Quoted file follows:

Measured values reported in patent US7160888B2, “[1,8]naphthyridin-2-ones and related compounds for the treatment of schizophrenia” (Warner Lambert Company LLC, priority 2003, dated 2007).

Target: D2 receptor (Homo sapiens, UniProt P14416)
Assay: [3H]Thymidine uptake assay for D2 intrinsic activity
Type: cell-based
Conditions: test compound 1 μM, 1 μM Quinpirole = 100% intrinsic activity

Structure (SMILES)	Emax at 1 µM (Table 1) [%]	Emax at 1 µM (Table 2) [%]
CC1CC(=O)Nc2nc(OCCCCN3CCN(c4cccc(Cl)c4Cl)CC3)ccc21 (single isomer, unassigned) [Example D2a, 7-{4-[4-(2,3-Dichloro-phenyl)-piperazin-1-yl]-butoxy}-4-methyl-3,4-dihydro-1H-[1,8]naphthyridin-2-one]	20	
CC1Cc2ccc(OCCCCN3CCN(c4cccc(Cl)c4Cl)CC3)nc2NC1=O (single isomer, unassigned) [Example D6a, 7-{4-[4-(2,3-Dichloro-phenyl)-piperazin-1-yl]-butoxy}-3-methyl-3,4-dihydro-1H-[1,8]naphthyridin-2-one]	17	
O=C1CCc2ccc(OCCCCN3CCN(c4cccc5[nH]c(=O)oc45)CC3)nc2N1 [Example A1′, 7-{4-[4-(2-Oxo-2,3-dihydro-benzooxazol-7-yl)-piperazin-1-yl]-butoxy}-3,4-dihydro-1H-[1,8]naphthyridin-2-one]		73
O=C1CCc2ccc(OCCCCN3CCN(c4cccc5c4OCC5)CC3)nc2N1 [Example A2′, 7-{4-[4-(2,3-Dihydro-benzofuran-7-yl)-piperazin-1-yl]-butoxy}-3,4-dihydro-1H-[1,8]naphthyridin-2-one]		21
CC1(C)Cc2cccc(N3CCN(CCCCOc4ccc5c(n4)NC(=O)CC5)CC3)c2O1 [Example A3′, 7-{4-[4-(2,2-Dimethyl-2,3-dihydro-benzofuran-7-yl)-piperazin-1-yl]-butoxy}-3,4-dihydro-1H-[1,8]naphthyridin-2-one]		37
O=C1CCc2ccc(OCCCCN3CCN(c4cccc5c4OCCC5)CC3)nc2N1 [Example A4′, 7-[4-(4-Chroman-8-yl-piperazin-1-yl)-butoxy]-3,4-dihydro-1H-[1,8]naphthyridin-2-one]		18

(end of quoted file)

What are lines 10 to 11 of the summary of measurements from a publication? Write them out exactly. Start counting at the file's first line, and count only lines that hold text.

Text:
O=C1CCc2ccc(OCCCCN3CCN(c4cccc5c4OCC5)CC3)nc2N1 [Example A2′, 7-{4-[4-(2,3-Dihydro-benzofuran-7-yl)-piperazin-1-yl]-butoxy}-3,4-dihydro-1H-[1,8]naphthyridin-2-one]		21
CC1(C)Cc2cccc(N3CCN(CCCCOc4ccc5c(n4)NC(=O)CC5)CC3)c2O1 [Example A3′, 7-{4-[4-(2,2-Dimethyl-2,3-dihydro-benzofuran-7-yl)-piperazin-1-yl]-butoxy}-3,4-dihydro-1H-[1,8]naphthyridin-2-one]		37